NEW YORK (Reuters) - Markets rebounded on Tuesday with world stocks, oil prices and bond yields all rising after China cut interest rates and banks’ reserve requirements in a bid to kick-start its wavering economic growth.
But while the S&P 500 rose as much as 2.9 percent during Tuesday’s session, trading was volatile and its gains had receded to just a 1.3 percent in late afternoon trading.
The dollar turned around Tuesday to rise 1.2 percent against a basket of major currencies as the stimulus boost to China economy renewed focus on U.S. economic data and a potential Federal Reserve rate hike this year.
Global markets had been pummeled on Monday after Chinese shares fell almost 9 percent, prompting investor calls for remedial action from authorities that grew louder overnight after the Shanghai Composite Index slumped.
Monday’s selloff was U.S. equities’ steepest in four years, and put the S&P 500 and Nasdaq composite indexes in correction territory, topping off its fifth day in a row of declines.
“Spinning a pot on a potter’s wheel when it gets out of balance, it starts spinning a lot,” said Brian Battle, director of trading at Performance Trust Capital Partners in Chicago. “This is all price discovery. We had a panic yesterday. As people get back in the market they’re questioning what everything is worth. I don’t think it’s any one thing. What’s most important is where its going to close. I think we’ll have a really underwhelming close.”
Economists said Tuesday’s response - a 25 basis point cut in key rates and 50 bps off the reserve requirement rate for large commercial banks - sent a clear signal that Beijing, which has stepped in several times this year to keep China’s growth on track, was still willing to intervene.
But while investors showed relief, they were cautious about China’s economic outlook and how long it would take for its moves to stimulate growth, said Kim Forrest, senior equity research analyst at Fort Pitt Capital Group in Pittsburgh.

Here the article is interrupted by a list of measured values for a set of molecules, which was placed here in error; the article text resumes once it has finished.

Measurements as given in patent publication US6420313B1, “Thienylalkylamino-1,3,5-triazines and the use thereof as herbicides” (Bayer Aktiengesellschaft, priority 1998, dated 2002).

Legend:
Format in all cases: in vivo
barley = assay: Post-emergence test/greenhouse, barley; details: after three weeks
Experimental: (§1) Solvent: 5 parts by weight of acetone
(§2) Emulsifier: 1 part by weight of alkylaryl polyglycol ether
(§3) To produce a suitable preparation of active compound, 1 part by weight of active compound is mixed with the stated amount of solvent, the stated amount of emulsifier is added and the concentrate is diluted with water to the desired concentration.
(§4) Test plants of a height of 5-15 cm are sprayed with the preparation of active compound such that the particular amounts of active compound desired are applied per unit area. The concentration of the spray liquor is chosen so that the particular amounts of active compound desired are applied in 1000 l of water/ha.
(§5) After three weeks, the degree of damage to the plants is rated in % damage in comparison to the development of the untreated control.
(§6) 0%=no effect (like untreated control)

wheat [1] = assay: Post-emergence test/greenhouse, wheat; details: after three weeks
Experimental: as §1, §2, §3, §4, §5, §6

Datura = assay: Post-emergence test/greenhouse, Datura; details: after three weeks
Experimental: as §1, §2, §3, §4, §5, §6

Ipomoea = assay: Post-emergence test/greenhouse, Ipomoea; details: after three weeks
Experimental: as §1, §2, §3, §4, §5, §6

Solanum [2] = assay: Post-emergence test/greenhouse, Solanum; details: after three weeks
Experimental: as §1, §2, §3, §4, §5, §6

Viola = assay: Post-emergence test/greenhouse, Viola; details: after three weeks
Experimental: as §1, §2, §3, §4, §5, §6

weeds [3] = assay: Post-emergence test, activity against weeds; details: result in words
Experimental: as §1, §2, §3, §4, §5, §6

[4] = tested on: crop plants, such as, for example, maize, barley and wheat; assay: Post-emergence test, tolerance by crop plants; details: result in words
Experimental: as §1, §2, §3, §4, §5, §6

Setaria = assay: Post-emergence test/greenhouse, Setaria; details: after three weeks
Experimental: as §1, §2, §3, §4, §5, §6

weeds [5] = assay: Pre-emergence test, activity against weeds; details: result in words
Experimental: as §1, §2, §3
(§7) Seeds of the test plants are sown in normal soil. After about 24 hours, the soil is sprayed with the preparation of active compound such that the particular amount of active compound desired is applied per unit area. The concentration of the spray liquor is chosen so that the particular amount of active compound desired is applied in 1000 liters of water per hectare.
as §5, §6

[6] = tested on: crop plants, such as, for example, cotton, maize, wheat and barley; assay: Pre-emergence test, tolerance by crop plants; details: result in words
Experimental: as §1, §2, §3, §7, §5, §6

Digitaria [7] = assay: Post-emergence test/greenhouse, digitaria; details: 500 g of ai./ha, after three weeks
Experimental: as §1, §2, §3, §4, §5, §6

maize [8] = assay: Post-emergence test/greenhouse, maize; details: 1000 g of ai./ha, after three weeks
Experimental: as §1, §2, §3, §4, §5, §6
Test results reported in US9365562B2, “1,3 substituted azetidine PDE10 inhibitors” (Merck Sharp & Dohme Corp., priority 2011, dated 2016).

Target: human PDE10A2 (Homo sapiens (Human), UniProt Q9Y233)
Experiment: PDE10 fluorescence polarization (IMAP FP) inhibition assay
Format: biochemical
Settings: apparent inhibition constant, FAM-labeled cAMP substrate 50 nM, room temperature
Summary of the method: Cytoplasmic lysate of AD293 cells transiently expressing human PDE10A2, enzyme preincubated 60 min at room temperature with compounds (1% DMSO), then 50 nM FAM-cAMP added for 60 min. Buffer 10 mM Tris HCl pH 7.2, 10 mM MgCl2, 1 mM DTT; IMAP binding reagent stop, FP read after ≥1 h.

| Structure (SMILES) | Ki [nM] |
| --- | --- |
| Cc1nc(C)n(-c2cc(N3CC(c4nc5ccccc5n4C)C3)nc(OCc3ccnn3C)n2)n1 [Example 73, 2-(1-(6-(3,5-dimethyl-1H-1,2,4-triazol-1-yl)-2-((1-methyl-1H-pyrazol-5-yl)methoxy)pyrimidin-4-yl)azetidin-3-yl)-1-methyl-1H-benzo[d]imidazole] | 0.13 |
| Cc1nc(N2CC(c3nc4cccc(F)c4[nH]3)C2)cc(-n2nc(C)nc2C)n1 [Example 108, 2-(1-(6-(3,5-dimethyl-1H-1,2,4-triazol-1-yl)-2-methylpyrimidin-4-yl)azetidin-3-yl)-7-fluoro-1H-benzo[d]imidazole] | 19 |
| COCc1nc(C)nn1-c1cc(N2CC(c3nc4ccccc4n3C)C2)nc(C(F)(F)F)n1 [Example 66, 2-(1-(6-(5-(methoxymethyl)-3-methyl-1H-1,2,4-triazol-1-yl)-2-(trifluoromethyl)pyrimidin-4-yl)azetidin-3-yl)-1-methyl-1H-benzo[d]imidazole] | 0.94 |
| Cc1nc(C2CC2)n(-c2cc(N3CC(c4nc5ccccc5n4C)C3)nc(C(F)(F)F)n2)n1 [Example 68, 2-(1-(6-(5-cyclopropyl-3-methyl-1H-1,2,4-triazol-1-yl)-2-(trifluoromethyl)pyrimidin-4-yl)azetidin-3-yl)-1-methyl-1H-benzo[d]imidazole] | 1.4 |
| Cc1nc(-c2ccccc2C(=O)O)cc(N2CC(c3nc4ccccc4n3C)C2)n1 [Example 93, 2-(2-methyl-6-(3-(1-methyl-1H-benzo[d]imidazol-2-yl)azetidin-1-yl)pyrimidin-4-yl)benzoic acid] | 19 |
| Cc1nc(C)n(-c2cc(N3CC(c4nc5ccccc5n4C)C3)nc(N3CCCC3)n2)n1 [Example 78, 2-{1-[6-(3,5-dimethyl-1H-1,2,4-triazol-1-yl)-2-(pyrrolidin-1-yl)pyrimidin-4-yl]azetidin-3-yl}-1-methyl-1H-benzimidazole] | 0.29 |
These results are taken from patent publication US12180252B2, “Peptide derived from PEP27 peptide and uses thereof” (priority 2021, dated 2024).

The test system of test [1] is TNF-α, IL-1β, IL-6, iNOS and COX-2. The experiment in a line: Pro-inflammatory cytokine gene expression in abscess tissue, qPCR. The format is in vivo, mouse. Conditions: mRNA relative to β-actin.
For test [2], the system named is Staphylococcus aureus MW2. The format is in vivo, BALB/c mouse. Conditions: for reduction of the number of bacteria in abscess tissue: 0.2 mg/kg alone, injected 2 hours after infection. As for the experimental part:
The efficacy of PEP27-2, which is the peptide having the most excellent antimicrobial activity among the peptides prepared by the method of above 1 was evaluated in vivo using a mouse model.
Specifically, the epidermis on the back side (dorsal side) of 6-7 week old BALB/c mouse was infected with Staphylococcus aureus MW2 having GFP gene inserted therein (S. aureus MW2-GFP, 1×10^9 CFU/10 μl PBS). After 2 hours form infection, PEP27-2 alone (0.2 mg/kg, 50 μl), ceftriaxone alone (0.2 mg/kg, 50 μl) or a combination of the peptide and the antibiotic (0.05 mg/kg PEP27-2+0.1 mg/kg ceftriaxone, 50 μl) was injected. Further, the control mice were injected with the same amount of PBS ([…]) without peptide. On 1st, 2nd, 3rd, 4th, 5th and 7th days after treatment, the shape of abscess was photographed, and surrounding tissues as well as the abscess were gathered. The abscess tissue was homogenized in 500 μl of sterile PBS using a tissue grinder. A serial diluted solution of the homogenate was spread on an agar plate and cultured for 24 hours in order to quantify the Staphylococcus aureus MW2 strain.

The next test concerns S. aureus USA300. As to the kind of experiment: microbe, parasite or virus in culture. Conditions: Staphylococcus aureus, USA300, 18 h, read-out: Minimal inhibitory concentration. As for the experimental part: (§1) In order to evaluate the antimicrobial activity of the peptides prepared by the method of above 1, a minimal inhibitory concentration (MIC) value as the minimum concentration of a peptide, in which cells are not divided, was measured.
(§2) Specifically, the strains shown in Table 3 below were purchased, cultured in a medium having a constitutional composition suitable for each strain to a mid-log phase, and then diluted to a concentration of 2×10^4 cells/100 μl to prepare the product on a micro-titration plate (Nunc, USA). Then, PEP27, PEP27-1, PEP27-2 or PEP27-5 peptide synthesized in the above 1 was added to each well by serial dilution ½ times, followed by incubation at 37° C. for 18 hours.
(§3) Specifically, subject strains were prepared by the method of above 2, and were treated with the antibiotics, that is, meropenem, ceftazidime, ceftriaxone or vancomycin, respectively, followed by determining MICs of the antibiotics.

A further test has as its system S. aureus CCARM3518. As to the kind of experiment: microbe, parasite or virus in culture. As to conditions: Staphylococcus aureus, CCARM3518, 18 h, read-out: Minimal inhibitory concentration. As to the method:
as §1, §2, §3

“Investors are understanding that things aren’t terrible but things aren’t going to materially improve in the short term with the actions taken in China. It takes a long time to borrow money, to come up with plans, to build things,” said Forrest.
At 2:16 p.m., the Dow Jones industrial average was up 202.6 points, or 1.28 percent, to 16,073.95, the S&P 500 gained 22.58 points, or 1.19 percent, to 1,915.79 and the Nasdaq Composite added 88.20 points, or 1.95 percent, to 4,614.44.
The CBOE Market Volatility Index, at 30.98, was still elevated, indicating lingering uncertainty, but it was far below the previous day’s high of 53.3, which was the highest level since January 2009.
With the previous day’s rush for safety reversed, U.S. Treasuries prices fell on Tuesday.
MSCI’s benchmark emerging stocks index was up 2.2 percent - on track for its biggest jump in just over two years after seven days of back-to-back falls.
The pan-European FTSEurofirst 300 index closed up 4.4 percent in its biggest one day gain in almost four years, recouping much of the previous day’s loss when around 450 billion euros ($520 billion) was wiped off the FTSEurofirst 300’s value.
Crude oil and metals markets also responded to Beijing’s move as China is one of the world’s biggest commodities consumers.
U.S. crude futures settled up 2.8 percent at $39.31 per barrel, while Brent rose 1.4 percent to $43.27.
But global oversupply and worries over the severity of the slowdown in China kept oil prices near the 6-1/2-year lows they fell to on Monday, when the market slumped 6 percent.
Copper, often considered a proxy for global economic activity, rose 2.1 percent.
In China, where market volatility has been at its most extreme, the central bank’s policy move - coming after a shock devaluation of the yuan two weeks ago - drew a guarded reaction.
“This is a big-bang move ... Frankly (it) shows a bit of panic in my mind,” said Andrew Polk, resident economist at the Conference Board in Beijing.
Additional reporting by Tanya Agrawal in Bengaluru, John Geddie, Lionel Laurent, Marc Jones in Europe and China Economics writing by John Stonestreet; editing by Anna Willard and Nick Zieminski